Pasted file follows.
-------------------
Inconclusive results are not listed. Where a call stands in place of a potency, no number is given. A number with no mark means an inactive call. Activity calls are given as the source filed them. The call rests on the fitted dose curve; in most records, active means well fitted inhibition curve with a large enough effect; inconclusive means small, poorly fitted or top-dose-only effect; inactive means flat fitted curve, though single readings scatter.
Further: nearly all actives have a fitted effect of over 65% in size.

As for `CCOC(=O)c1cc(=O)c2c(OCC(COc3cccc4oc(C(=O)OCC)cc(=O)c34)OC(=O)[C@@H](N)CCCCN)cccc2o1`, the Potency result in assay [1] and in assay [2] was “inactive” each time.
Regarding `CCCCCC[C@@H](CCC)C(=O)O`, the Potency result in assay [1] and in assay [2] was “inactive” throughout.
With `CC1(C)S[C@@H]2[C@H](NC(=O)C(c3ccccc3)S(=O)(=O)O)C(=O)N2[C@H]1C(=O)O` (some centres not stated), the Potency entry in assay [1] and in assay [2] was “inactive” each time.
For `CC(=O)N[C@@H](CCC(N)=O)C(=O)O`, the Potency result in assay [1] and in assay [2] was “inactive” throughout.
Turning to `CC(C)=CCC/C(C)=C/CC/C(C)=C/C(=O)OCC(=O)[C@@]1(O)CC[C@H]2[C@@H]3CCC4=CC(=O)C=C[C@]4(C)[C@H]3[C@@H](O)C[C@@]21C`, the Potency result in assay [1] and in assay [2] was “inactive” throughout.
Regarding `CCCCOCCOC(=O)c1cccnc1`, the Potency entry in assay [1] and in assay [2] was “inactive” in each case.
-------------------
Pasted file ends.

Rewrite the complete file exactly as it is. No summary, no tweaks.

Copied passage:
Inconclusive results are not listed. Where a call stands in place of a potency, no number is given. A number with no mark means an inactive call. Activity calls are given as the source filed them. The call rests on the fitted dose curve; in most records, active means well fitted inhibition curve with a large enough effect; inconclusive means small, poorly fitted or top-dose-only effect; inactive means flat fitted curve, though single readings scatter.
Further: nearly all actives have a fitted effect of over 65% in size.

As for `CCOC(=O)c1cc(=O)c2c(OCC(COc3cccc4oc(C(=O)OCC)cc(=O)c34)OC(=O)[C@@H](N)CCCCN)cccc2o1`, the Potency result in assay [1] and in assay [2] was “inactive” each time.
Regarding `CCCCCC[C@@H](CCC)C(=O)O`, the Potency result in assay [1] and in assay [2] was “inactive” throughout.
With `CC1(C)S[C@@H]2[C@H](NC(=O)C(c3ccccc3)S(=O)(=O)O)C(=O)N2[C@H]1C(=O)O` (some centres not stated), the Potency entry in assay [1] and in assay [2] was “inactive” each time.
For `CC(=O)N[C@@H](CCC(N)=O)C(=O)O`, the Potency result in assay [1] and in assay [2] was “inactive” throughout.
Turning to `CC(C)=CCC/C(C)=C/CC/C(C)=C/C(=O)OCC(=O)[C@@]1(O)CC[C@H]2[C@@H]3CCC4=CC(=O)C=C[C@]4(C)[C@H]3[C@@H](O)C[C@@]21C`, the Potency result in assay [1] and in assay [2] was “inactive” throughout.
Regarding `CCCCOCCOC(=O)c1cccnc1`, the Potency entry in assay [1] and in assay [2] was “inactive” in each case.